I loved the misdirection with 3d and, even though I’d heard of TREY, I had no idea of its spelling. This was the last one I got after struggling trying to make something with BISQUE.

  5. Bryan says:

    Re 13d, the Annotated Solution shows:

    acceptance ACE [sep tank (hom)]

  6. Bryan says:

    I never realised that BISQUE was also a card game!

  7. Eileen says:

    Thanks, Rightback.

    I don’t see your problem with 15ac: ‘cloth’ is one of the definitions of ‘stuff’.

  8. Martin H says:

    Great puzzle. Nice commentary from rb.
    13 seems clear: ‘mentioned’ gives the homophone SEP TAN (although no native English speaker would make that last syllable rhyme with ‘dance’) in ACE, so no need for another C. The definition again is straightforward: an attitude of acceptance implies no regrets.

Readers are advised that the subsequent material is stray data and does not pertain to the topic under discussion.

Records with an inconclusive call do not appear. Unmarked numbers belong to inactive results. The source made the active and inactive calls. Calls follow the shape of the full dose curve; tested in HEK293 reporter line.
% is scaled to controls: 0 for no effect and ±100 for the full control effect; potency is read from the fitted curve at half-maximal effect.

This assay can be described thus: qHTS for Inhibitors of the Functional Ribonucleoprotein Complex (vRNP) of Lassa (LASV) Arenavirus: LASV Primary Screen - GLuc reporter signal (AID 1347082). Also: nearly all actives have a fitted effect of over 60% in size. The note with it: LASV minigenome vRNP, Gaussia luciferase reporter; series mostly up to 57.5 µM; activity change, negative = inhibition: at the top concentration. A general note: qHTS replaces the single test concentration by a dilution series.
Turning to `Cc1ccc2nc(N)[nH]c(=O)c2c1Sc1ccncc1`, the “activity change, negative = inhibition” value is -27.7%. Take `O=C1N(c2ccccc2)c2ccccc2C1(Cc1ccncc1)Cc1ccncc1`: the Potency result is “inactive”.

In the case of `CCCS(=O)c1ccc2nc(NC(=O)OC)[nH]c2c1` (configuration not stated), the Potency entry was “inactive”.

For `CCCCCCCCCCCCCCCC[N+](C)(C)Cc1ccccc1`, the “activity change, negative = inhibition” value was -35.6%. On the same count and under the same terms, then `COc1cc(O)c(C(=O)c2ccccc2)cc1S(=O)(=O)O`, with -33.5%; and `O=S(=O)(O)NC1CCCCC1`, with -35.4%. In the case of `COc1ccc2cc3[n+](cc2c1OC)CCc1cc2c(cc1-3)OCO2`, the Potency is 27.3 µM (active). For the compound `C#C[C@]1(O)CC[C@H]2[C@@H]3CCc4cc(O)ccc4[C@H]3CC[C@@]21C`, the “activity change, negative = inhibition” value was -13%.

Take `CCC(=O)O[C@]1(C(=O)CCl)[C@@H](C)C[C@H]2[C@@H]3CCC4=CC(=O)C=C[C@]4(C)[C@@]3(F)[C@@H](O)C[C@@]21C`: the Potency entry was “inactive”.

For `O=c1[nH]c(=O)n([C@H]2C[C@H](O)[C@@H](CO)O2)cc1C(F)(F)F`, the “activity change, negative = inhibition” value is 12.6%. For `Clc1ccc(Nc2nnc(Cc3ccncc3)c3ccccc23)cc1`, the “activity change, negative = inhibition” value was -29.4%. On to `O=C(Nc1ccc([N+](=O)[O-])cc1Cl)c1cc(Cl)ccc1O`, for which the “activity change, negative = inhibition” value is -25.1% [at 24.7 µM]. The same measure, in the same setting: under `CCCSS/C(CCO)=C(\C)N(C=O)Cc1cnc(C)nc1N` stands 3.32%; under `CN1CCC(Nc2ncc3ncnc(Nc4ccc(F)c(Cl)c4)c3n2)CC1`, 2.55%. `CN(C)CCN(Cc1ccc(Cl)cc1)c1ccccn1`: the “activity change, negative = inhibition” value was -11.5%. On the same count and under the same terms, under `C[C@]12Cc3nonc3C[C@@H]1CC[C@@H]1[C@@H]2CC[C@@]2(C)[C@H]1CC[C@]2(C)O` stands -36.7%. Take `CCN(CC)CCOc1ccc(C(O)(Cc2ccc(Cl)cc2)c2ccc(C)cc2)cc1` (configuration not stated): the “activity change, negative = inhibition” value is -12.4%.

I didn’t even notice the lack of an indicator in 1 ac – it was the first one I got. Didn’t click with diamonds/intimate though.

  9. MarcoPolo says:

    This is Guardian 25,041 not 25,035

    Martin @8 re 13d: the ‘C’ in ACE has to go either second or second-last, leaving CEPTANC or CCEPTAN respectively. Obviously it was meant to be the former.

    Missed 19d, 21d and 20ac (I had SPADES for 21d which threw that corner out completely), and only guessed DIAMONDS and BROCADE from the checks.

    Loved 23a and the &lit 22a

    Thanks to Auracaria and RB for the blog

  10. Gaufrid says:

    Thanks MP, I have corrected the title.

  11. Stella Heath says: